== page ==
SDN (Software Defined Networks) have clearly demonstrated their value in Data Centers, integrating different systems, automating both management and service chains, providing a virtual view of the network thus enabling global management from a single management point.

This same idea, applied to WAN, is what holds together the different pieces of this puzzle with apparent simplicity. While complexity still exists, it is hidden under a layer of abstraction that facilitates both the implementation and management of an SD-WAN network. Like SDN management, SD-WAN supports the simple, unified and central parameterizing of network behavior to adapt to new applications or modify existing application policies.

In this context, three SD-WAN product supplier groups have emerged: one being companies evolving from the connectivity sector towards SD convergence; a second, in direct contrast, proposing consolidated SDN solutions and extending these solutions towards the wide area network, and finally a third group, involving start-ups specifically focused on SD-WAN.  Whatever the case however, analysis of this solution must be rigorous and should, at the very least, keep the following in mind:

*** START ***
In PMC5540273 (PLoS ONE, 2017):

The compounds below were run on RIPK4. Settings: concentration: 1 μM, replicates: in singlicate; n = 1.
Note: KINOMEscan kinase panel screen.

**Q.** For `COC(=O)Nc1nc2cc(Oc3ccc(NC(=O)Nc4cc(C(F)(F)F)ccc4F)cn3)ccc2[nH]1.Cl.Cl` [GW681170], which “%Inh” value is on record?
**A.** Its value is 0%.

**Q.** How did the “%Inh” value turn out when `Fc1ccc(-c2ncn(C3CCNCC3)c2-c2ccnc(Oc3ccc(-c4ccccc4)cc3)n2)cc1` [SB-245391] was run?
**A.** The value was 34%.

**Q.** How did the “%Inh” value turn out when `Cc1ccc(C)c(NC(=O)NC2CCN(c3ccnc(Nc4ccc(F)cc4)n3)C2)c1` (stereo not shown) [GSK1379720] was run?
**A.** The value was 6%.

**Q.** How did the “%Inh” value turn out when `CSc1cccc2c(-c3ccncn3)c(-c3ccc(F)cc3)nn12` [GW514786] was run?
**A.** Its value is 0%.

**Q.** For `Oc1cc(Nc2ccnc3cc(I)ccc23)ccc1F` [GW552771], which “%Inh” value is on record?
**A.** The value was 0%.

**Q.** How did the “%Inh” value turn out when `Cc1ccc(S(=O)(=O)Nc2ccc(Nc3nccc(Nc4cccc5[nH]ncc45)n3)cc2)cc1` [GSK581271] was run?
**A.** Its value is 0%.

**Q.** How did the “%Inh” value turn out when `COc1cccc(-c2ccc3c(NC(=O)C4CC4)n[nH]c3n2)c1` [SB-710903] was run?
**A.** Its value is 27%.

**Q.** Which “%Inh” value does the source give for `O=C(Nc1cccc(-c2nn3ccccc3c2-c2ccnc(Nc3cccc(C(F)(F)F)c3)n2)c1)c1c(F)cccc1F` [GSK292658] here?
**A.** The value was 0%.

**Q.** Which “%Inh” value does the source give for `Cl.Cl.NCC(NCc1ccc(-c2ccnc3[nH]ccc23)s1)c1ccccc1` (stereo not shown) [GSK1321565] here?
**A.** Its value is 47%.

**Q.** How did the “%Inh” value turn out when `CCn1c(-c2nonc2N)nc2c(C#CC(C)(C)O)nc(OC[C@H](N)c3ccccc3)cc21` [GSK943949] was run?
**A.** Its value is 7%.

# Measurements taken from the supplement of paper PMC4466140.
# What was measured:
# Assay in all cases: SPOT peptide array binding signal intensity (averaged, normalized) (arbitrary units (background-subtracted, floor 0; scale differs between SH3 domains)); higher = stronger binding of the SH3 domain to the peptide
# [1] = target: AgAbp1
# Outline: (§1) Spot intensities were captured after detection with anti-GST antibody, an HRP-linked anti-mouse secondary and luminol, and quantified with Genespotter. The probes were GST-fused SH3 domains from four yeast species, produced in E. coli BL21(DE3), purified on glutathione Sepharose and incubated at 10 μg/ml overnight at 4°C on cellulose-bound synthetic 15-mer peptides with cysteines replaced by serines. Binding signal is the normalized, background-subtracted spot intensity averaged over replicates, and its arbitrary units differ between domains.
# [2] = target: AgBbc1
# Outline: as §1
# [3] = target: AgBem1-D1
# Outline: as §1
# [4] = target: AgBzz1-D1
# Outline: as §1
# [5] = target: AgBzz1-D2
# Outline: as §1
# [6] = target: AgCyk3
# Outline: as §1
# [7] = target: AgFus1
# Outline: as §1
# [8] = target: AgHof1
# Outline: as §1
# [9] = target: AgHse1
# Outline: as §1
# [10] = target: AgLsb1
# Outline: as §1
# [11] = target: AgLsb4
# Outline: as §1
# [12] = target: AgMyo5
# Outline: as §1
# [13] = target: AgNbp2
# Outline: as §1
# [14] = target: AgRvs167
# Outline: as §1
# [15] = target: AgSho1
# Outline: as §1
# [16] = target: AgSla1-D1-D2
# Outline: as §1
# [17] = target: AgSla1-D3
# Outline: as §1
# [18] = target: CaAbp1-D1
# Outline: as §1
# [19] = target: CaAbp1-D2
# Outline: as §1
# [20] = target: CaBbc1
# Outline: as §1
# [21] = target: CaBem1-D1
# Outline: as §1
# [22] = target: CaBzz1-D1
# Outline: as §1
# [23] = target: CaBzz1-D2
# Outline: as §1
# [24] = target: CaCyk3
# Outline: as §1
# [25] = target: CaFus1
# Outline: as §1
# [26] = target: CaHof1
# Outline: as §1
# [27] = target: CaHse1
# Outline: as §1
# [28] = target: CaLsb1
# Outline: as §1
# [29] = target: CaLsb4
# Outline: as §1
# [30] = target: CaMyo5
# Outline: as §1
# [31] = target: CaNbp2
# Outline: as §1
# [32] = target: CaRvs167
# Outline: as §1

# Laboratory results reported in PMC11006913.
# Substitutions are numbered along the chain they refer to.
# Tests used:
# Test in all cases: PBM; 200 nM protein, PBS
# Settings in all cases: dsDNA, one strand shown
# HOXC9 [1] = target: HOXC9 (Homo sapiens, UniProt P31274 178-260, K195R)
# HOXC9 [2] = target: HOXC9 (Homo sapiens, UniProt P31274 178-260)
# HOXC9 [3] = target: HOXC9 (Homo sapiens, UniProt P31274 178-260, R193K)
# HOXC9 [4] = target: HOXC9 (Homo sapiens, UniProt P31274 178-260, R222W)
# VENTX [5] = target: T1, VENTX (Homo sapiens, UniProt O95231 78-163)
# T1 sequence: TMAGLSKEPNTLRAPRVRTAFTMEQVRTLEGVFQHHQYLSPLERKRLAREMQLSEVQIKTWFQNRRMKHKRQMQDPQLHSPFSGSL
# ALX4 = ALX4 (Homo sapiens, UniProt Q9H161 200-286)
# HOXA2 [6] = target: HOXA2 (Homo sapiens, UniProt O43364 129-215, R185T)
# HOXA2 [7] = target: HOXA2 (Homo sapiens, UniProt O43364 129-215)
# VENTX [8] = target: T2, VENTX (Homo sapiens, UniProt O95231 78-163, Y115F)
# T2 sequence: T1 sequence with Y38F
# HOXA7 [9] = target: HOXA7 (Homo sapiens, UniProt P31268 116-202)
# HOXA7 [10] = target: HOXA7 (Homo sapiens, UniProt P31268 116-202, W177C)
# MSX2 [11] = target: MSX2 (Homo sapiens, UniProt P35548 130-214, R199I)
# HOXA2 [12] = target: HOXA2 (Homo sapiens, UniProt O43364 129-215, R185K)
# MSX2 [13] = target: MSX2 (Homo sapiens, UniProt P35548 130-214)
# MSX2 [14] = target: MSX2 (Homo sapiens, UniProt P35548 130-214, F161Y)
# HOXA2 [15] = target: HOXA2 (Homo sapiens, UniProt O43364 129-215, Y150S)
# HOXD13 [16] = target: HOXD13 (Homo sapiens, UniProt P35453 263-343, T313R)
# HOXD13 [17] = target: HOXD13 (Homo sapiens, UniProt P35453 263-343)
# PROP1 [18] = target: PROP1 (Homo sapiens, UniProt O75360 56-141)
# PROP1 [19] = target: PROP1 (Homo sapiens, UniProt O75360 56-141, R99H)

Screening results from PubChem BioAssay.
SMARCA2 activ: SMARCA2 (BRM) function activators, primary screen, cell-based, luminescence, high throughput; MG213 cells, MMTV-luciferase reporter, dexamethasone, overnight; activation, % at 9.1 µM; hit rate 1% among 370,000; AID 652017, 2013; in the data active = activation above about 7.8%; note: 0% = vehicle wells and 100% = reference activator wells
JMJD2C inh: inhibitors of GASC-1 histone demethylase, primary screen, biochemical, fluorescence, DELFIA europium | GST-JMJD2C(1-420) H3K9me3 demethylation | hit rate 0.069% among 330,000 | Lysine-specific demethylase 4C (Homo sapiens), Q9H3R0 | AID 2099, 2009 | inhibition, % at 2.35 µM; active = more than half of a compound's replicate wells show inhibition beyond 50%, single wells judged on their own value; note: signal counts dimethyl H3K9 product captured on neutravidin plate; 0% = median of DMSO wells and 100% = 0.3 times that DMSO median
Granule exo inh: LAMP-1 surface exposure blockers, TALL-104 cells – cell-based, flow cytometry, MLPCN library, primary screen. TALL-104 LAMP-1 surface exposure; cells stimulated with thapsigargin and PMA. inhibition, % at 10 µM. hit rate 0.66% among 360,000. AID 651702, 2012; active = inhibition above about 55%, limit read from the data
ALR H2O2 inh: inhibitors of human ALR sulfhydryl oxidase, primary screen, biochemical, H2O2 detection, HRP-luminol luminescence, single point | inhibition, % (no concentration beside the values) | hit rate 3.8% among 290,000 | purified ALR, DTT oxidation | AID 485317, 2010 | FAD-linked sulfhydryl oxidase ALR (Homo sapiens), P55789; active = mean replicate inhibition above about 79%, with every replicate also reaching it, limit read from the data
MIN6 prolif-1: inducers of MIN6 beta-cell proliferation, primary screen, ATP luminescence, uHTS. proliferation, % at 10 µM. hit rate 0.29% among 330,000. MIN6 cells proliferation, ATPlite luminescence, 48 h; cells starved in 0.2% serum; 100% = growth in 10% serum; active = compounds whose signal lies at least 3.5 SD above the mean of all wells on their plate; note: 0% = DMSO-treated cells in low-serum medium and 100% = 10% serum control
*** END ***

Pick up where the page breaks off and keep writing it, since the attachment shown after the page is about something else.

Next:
a)    To use open standards/protocols to ensure the network is not reduced to a single supplier.

b)    Scalability for both network design and speed.

c)    Capacity to cover network terminator features to unify access and SD-WAN features.

d)    Appropriate traffic granularity to ensure the balance of applications (complying with business parameters) without compromising network performance.

e)     Active polling to check the health status of network accesses regardless of traffic.

f)     Centralized management tools for unified network design, provisioning and management.

g)    Cost of network elements.

SD-WAN is still in the early stages of development, the real number of implementations being low. However it’s definitely on the radar for the majority of IT departments who are planning network migration.  Significant SD-WAN growth is expected in the near future, firstly as a complement to MPLS and, in the long term, as an alternative and preferred network.